10 years ago today: Ben Davis breaks an unwritten rule

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May 26, 2001

With Arizona’s Curt Schilling bidding for a perfect game, Ben Davis drops down a bunt single in the eighth inning, giving the Padres their first baserunner of the contest.

The Diamondbacks were up 2-0 at the time, and there was much debate about Davis’ play afterwards.  Given that it brought the tying run to the plate with one out in the frame, it sure seemed like a smart move from Davis.  However, many Diamondbacks veterans disagreed and manager Bob Brenly called it “chicken.”

Working from the stretch for the first time all day, Schilling walked the next batter he faced, Bubba Trammell, before retiring Dave Magadan and Mike Darr to end the inning.  After a Reggie Sanders homer in the top of the ninth gave the Diamondbacks a 3-0 lead, Schilling gave up two clean hits and a sac fly in the bottom of the ninth before winning 3-1.

What may surprise many is that Schilling, who never did get his no-hitter (while pitching for the Red Sox in 2007, he lost one against the A’s with two outs in the ninth), didn’t much to say about it at the time.  Asked on Twitter about the incident earlier this year, he wrote:

Ben Davis bunt? I never uttered a word beyond “It was surprising”, left it to others to judge. Didn’t care beyond the W, but I had insane stuff that night, hit a gnats ass, split was dropping a foot, couldn’t miss spots, happened about 5 times in my life, no bunt and imo no no

As for Davis, the second overall pick in the 1995 draft, the bunt is what he’s best known for 10 years later.  He last played in the majors at age 27 in 2004.  In 2008, he tried taking his powerful arm to the mound, and he went 5-11 with a 4.61 ERA for the Camden Riversharks of the independent Atlantic League in 2010.

Matt Carpenter suspended one game for bumping umpire

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Cardinals first baseman Matt Carpenter has been suspended one game for bumping home plate umpire John Tumpane when he didn’t like a called strike three in the seventh inning of Sunday’s game against the Brewers. Manager Mike Matheny was also ejected along with Carpenter.

Carpenter will serve his suspension Tuesday night, per Derrick Goold of the St. Louis Post-Dispatch.

Through his first 69 nice plate appearances this season, Carpenter is hitting .236/.362/.364 with a pair of home runs and five RBI.

Dave Stewart says Diamondbacks’ early success is proof he was good as GM

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After the completion of the 2016 regular season, the Diamondbacks fired then-GM Dave Stewart and then-manager Chip Hale. Stewart acted as GM for two seasons. His most controversial move occurred in December 2015 when he acquired pitcher Shelby Miller and minor league pitcher Gabe Speier in exchange for outfielder Ender Inciarte and prospects Dansby Swanson and Aaron Blair. After his firing, Stewart blamed his superiors for the trade and said his gut was telling him not to make the trade.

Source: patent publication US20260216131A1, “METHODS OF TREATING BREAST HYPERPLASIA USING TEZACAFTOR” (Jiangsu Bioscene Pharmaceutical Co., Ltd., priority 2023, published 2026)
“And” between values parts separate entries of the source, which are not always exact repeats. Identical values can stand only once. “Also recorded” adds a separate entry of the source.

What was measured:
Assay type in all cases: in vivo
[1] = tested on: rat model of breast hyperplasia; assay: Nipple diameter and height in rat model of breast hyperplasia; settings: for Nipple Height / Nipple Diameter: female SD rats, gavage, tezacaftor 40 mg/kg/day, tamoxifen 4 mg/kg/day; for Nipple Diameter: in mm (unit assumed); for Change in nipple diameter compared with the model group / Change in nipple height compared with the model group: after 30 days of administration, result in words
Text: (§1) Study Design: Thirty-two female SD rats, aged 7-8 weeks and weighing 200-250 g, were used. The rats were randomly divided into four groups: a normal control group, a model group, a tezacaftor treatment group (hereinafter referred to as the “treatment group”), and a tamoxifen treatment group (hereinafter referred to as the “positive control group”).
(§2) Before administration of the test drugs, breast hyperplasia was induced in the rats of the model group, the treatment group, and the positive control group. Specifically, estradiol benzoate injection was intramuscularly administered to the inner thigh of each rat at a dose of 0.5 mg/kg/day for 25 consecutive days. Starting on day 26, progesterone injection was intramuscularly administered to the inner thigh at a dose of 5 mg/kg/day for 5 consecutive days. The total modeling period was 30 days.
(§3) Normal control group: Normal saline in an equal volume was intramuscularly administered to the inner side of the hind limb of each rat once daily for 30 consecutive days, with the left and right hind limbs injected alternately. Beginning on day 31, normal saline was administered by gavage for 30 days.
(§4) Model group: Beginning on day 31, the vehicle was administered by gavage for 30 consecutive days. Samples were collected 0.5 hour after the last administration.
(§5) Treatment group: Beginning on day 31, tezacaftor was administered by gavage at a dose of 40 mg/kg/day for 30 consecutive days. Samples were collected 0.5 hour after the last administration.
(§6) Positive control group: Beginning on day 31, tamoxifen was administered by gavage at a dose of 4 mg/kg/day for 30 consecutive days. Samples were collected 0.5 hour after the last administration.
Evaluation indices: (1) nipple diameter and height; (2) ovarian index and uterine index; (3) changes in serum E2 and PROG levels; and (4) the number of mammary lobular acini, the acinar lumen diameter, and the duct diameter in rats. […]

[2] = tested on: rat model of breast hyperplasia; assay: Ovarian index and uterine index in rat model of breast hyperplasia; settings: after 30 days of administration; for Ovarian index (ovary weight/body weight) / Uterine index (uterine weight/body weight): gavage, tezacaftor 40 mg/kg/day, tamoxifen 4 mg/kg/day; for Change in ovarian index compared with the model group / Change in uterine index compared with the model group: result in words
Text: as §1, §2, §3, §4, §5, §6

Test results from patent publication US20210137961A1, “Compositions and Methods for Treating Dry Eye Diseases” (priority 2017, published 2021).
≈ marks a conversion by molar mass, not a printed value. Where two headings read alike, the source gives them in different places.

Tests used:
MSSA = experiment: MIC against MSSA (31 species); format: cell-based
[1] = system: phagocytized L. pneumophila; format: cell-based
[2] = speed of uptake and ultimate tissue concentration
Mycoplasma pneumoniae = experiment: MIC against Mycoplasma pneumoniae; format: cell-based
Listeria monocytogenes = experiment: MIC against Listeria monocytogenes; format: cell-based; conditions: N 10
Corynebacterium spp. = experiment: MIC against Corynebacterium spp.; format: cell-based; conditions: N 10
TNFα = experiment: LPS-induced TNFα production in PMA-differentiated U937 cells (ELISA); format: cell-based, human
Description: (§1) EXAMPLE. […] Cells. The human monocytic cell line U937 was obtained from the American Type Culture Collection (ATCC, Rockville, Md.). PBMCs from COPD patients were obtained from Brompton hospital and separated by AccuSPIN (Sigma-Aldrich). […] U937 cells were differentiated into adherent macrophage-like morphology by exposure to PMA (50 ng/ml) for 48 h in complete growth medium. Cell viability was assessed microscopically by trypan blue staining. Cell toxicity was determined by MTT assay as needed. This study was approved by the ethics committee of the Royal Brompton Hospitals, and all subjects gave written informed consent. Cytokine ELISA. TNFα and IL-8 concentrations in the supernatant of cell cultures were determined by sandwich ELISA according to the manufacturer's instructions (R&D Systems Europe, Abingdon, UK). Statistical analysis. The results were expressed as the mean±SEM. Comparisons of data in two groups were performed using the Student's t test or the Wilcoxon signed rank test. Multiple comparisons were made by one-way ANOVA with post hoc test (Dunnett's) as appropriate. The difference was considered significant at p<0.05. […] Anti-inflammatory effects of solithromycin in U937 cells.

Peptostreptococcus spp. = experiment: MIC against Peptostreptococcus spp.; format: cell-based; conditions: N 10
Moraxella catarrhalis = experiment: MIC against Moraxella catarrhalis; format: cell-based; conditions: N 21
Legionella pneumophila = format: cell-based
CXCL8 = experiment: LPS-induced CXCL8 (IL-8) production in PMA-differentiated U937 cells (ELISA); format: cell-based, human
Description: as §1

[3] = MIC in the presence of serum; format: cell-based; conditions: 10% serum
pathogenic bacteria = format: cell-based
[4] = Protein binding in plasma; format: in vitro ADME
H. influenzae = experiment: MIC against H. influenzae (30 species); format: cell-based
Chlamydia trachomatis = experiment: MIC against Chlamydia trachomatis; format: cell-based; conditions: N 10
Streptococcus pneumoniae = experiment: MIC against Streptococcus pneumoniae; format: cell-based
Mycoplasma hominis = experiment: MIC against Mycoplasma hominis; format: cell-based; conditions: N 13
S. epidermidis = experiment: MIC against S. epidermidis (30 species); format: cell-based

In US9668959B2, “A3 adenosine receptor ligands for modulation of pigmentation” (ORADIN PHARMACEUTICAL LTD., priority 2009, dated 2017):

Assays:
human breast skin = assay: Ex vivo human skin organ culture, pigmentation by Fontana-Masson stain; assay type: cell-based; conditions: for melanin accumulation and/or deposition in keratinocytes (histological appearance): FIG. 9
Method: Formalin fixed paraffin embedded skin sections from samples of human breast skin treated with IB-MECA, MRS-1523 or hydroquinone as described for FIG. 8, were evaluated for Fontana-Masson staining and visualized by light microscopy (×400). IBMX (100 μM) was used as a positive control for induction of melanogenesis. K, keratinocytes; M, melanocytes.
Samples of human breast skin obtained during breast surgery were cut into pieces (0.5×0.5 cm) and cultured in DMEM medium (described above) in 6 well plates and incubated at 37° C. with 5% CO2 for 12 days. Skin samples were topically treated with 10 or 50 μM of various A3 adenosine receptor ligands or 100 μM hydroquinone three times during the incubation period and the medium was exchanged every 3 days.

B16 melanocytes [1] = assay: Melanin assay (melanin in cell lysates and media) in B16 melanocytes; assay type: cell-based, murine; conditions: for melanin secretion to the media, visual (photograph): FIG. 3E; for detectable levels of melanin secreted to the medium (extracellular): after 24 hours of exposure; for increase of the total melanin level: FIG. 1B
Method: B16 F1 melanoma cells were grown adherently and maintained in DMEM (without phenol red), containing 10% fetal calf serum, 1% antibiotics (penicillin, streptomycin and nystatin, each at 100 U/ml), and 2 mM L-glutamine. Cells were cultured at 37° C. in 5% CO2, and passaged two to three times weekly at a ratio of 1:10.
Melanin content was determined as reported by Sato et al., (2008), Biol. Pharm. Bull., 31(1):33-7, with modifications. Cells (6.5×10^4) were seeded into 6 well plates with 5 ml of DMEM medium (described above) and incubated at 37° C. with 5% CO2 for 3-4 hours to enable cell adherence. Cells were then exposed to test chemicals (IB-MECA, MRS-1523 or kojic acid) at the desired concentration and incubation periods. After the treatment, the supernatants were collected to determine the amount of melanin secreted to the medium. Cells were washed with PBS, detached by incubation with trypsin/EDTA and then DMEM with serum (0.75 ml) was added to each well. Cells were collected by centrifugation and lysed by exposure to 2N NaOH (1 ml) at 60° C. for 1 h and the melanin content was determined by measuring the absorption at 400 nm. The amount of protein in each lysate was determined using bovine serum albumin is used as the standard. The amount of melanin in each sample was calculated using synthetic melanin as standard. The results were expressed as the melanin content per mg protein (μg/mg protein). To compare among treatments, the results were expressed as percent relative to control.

The D-Backs are now led by new GM Mike Hazen and manager Torey Lovullo. The club had a relatively quiet offseason, as its biggest acquisitions were Taijuan Walker and Fernando Rodney. Defying expectations, though, the Diamondbacks enter Tuesday night’s action with a 13-8 record, just a game and a half behind the first-place Rockies. Stewart spoke to Bob Nightengale of USA TODAY Sports and said that the D’Backs’ success shows that he knew what he was doing all along.

This means a lot to me because this is the same team, or very close to the one that I put on the field. So basically all of those guys and baseball analysts who said I didn’t know what I was doing, it showed I knew exactly what I was doing.

Everybody was just beat up and not living up to expectations. So all of a sudden, it’s my fault. Well, it’s not my fault. I couldn’t prevent injuries or jump in their bodies to make them pitch better in the starting rotation. We put the right people on the field. So I don’t think anybody should be surprised how well those kids are playing. They’re healthy now. I knew this was going to happen.

Everyone should have seen it coming.

Not to rain on Stewart’s parade, but the Diamondbacks are five games over .500 in a relatively tiny 21-game sample size. Had his team valued analytics during his tenure, he might have known that. Additionally, few of the players performing well for the team right now are players Stewart himself was responsible for bringing to Arizona. Furthermore, the team’s success doesn’t retroactively justify what he gave up for Miller nor does it justify practically giving away Touki Toussaint and signing a 32-year-old Zack Greinke to a six-year, $206.5 million contract.

During and after his tumultuous tenure with the D-Backs, Stewart has appeared very insecure. When he was fired, he quipped, “Quite frankly, I’ve got better things to do.” He appeared on MLB Network Radio in February to deflect any blame directed at him for the team’s failure. And then there’s his most recent quotes in which he heaps praise on himself for the team’s success.

Stewart was an All-Star starter who finished in the top-three in AL Cy Young Award voting three times in his career. He’s understandably competitive and has probably built up a very strong distaste for failure. Sometimes, though, one has to make peace with the fact that things didn’t go one’s way. Stewart simply appears to be tilting at windmills to protect his ego.